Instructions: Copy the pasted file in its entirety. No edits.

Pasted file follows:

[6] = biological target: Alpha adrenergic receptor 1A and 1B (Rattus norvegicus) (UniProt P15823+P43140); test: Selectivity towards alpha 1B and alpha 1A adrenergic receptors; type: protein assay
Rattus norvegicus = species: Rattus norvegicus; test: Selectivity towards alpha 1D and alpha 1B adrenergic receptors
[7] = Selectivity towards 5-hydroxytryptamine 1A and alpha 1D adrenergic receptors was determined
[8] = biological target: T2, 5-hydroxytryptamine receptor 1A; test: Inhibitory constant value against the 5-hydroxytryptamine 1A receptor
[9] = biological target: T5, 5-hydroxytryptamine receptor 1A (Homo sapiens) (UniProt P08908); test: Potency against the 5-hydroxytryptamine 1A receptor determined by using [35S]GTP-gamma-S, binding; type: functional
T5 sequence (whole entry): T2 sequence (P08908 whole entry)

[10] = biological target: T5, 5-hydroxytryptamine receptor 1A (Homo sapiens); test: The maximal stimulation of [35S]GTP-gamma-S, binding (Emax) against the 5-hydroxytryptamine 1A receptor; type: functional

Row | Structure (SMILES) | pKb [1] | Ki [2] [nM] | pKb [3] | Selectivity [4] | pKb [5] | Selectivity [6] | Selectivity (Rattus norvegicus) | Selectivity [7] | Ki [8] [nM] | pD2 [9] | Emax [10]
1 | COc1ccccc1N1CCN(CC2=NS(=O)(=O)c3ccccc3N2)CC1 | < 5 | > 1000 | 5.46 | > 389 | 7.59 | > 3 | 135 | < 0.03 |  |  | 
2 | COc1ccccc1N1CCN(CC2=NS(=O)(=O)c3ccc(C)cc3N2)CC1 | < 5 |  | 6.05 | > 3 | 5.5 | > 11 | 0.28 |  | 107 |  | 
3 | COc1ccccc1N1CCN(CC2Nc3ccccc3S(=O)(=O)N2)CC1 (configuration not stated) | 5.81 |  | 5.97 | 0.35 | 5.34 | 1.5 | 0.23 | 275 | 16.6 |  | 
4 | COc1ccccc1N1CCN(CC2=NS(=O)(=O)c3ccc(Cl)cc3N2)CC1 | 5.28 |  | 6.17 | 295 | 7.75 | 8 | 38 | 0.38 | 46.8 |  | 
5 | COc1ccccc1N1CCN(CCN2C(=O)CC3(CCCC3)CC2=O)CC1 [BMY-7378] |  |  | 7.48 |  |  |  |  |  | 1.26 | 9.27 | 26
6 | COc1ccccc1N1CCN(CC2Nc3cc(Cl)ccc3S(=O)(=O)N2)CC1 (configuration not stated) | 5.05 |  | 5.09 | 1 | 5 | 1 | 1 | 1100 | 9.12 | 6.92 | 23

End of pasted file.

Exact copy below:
[6] = biological target: Alpha adrenergic receptor 1A and 1B (Rattus norvegicus) (UniProt P15823+P43140); test: Selectivity towards alpha 1B and alpha 1A adrenergic receptors; type: protein assay
Rattus norvegicus = species: Rattus norvegicus; test: Selectivity towards alpha 1D and alpha 1B adrenergic receptors
[7] = Selectivity towards 5-hydroxytryptamine 1A and alpha 1D adrenergic receptors was determined
[8] = biological target: T2, 5-hydroxytryptamine receptor 1A; test: Inhibitory constant value against the 5-hydroxytryptamine 1A receptor
[9] = biological target: T5, 5-hydroxytryptamine receptor 1A (Homo sapiens) (UniProt P08908); test: Potency against the 5-hydroxytryptamine 1A receptor determined by using [35S]GTP-gamma-S, binding; type: functional
T5 sequence (whole entry): T2 sequence (P08908 whole entry)

[10] = biological target: T5, 5-hydroxytryptamine receptor 1A (Homo sapiens); test: The maximal stimulation of [35S]GTP-gamma-S, binding (Emax) against the 5-hydroxytryptamine 1A receptor; type: functional

Row | Structure (SMILES) | pKb [1] | Ki [2] [nM] | pKb [3] | Selectivity [4] | pKb [5] | Selectivity [6] | Selectivity (Rattus norvegicus) | Selectivity [7] | Ki [8] [nM] | pD2 [9] | Emax [10]
1 | COc1ccccc1N1CCN(CC2=NS(=O)(=O)c3ccccc3N2)CC1 | < 5 | > 1000 | 5.46 | > 389 | 7.59 | > 3 | 135 | < 0.03 |  |  | 
2 | COc1ccccc1N1CCN(CC2=NS(=O)(=O)c3ccc(C)cc3N2)CC1 | < 5 |  | 6.05 | > 3 | 5.5 | > 11 | 0.28 |  | 107 |  | 
3 | COc1ccccc1N1CCN(CC2Nc3ccccc3S(=O)(=O)N2)CC1 (configuration not stated) | 5.81 |  | 5.97 | 0.35 | 5.34 | 1.5 | 0.23 | 275 | 16.6 |  | 
4 | COc1ccccc1N1CCN(CC2=NS(=O)(=O)c3ccc(Cl)cc3N2)CC1 | 5.28 |  | 6.17 | 295 | 7.75 | 8 | 38 | 0.38 | 46.8 |  | 
5 | COc1ccccc1N1CCN(CCN2C(=O)CC3(CCCC3)CC2=O)CC1 [BMY-7378] |  |  | 7.48 |  |  |  |  |  | 1.26 | 9.27 | 26
6 | COc1ccccc1N1CCN(CC2Nc3cc(Cl)ccc3S(=O)(=O)N2)CC1 (configuration not stated) | 5.05 |  | 5.09 | 1 | 5 | 1 | 1 | 1100 | 9.12 | 6.92 | 23